‘Yellow Wave’ is a cultivar of New Zealand flax with pendulous yellow striped foliage. It can be seen in front of the upright greener foliage in the background. These are not two separate plants stuck together. The more vigorous green foliage is a reverting sport that should have been removed by the ‘gardener’ who is supposed to be ‘maintaining’ this landscape. The green sport is now so developed that it can not be removed without damaging the rest of the ‘Yellow Wave’ growth. It will undoubtedly be left to overwhelm and replace it. Fortunately, the upright green foliage is about as appealing as the ‘Yellow Wave’, so no one will notice the inadequacy of the maintenance. No one ever does.

Cultivars Are The Real Cloned Mutants

80516thumbIt is not science fiction. It involves neither ninjas nor turtles. Cultivars really are mutant plants that can only be propagated by cloning. The word ‘cultivar’ is a portmanteau (two words combined into a single word) of ‘cultivated’ and ‘variety’. Unlike other varieties of plants that can be perpetuated by seed, cultivars must be cultivated by unnatural techniques to maintain their genetic distinction.

For example, ‘Alamo Fire’ is a variety of Texas bluebonnets with maroon flowers. The original seed were collected from a few naturally occurring variants with maroon flowers, and grown into more plants with maroon flowers, which provided more seed. No seed was collected from those that bloomed blue. By repeating this process of selection a few times, the variety was developed.

The variety ‘Alamo Fire’ is now sufficiently genetically stable to perpetuate itself, which means that subsequent generations will also bloom with maroon flowers. However, a few blue flowers might bloom in any generation; and unless they are weeded out before producing seed, they will eventually dominate until the entire colony reverts from maroon back to the more genetically stable blue.

‘Meyer’ lemon is an example of a cultivar. It must be propagated vegetatively by cuttings, or perhaps grafted onto understock. In other words, it must be cloned. It is a genetically unstable hybrid of a lemon and an orange, so plants grown from their seed would be very different from the parent. Many hybrids are so genetically unstable that they are sterile, and unable to produce viable seed.

Many variegated or dwarf cultivars of all sorts of plants are not hybrids, but are mutants. It is common for some arborvitaes to produce ‘sports’, which are simply mutant growth that is somehow different from the original growth. If a sport has a desirable characteristic, such as densely compact growth, variegation, or golden foliage, it can be cloned as a cultivar. Just like ‘Meyer’ lemon, a dwarf golden arborvitae is very unlikely to produce genetically similar seedlings.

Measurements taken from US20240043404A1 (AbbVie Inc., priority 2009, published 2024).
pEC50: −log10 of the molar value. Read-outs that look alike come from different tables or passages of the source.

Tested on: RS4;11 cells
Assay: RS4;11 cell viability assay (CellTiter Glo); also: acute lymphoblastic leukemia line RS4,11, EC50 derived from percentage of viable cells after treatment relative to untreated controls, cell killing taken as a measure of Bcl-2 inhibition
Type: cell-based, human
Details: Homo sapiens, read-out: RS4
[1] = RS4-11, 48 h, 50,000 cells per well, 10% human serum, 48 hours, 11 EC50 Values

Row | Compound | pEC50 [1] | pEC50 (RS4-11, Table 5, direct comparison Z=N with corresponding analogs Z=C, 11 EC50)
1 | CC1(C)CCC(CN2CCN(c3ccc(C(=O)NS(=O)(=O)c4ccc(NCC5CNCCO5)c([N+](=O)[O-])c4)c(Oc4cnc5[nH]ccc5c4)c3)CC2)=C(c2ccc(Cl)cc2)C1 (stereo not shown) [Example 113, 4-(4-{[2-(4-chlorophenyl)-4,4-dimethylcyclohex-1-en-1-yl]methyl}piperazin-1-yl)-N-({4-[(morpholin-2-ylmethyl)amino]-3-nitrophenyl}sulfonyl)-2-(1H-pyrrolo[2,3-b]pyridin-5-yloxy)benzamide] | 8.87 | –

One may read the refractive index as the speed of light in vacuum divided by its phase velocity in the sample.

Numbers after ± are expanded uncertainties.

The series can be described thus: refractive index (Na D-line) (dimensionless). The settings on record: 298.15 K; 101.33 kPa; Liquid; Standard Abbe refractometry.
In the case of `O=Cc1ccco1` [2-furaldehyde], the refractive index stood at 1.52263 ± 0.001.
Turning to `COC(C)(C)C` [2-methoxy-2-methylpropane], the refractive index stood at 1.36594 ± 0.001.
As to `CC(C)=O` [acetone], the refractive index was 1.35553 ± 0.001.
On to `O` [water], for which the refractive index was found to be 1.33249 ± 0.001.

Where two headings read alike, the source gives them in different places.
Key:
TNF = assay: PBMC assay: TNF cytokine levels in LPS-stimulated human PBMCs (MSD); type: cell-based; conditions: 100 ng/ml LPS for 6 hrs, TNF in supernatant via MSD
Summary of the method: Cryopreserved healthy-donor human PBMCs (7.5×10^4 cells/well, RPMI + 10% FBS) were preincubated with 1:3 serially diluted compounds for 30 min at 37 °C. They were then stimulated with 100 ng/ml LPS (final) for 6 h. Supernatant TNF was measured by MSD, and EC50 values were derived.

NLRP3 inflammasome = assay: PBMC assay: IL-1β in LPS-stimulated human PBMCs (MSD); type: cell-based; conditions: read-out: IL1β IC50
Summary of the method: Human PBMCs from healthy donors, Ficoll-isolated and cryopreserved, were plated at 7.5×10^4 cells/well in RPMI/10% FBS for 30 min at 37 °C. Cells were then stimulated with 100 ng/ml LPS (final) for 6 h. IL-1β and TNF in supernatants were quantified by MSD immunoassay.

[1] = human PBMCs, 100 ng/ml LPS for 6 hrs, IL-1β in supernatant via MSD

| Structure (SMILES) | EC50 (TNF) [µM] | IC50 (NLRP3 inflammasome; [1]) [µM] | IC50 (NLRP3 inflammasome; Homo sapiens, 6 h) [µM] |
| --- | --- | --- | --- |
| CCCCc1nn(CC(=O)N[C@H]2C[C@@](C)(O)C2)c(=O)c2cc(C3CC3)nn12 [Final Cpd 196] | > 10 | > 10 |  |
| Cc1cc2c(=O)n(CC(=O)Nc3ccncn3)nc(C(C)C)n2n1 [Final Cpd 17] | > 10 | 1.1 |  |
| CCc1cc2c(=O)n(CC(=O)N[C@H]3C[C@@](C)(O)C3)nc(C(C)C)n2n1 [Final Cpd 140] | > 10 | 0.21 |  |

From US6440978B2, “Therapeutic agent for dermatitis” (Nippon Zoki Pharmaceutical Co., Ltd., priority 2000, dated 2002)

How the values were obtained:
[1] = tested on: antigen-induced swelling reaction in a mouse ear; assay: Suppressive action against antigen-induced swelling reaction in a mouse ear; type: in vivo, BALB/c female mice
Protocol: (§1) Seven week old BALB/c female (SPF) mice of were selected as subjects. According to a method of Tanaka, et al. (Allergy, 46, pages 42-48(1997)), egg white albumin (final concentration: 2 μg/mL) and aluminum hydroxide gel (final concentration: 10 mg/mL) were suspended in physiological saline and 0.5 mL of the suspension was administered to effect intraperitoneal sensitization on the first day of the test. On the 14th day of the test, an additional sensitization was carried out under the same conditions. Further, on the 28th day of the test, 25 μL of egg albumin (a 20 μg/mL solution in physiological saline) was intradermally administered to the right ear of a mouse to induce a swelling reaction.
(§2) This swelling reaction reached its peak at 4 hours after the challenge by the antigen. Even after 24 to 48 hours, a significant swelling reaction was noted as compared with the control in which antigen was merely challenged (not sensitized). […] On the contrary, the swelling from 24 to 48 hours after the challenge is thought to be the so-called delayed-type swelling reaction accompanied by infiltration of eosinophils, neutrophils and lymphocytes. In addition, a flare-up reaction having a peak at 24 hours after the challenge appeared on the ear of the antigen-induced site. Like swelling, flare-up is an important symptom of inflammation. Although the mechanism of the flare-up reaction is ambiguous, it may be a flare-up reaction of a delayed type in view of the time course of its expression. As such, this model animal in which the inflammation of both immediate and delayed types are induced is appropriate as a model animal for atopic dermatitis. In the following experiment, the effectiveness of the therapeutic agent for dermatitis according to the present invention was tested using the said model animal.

P80506Not just any sport; a witch’s broom sport! Remember the quidditch tournament of the first Harry Potter Movie? Well, it has nothing to do with that. You should not be watching such movies anyway.

This sort of ‘sport’ is merely a genetic variant growth. This particular sport happens to be known as a ‘witch’s broom’.

There is quite a variety of other sports.

Sometimes, a plant is going along minding its own business, when all of a sudden, it produces a stem with variegated leaves. Unlike the plain green leaves on the rest of the plant, the leaves on the sport are outfitted with white margins. In the wild, such a sport would probably not last long. Since it has less chlorophyll than the unvariegated foliage, it would grow slower, so would eventually be overwhelmed and shaded out by the more vigorous greener foliage. However, if someone happens to find this variegated sport, and determines that the variegation might be an attribute, it can be propagated as a new variegated cultivar of the species.

Sometimes, a plant is going along minding its own business, when all of a sudden, it produces a stem with bronzed foliage, or gold foliage, or leaves that are shaped differently from those on the rest of the plant. Perhaps new stems are more pendulous than they normally are. Sometimes, growth is more compact. It might even be rather stunted and disfigured, branching into a tuft of densely arranged twiggy stems known as a ‘witch’s broom’.

Such growth does not look like a witch’s broom for very long. As it grows, it develops into a densely shrubby mass that eventually gets too heavy to be supported. If the dense growth is appealing, it can be propagated as a new cultivar, like the dwarf Alberta spruce was reproduced from a witch’s broom sport of the common white spruce, or the pencil point juniper was reproduced from a witch’s broom sport of the common juniper (Juniperus communis ‘Compressa’).

This massive witch’s broom happens to be on a Douglas fir. It has been here for decades. It sure is ugly, but also interesting. It could be interesting enough to be reproduced.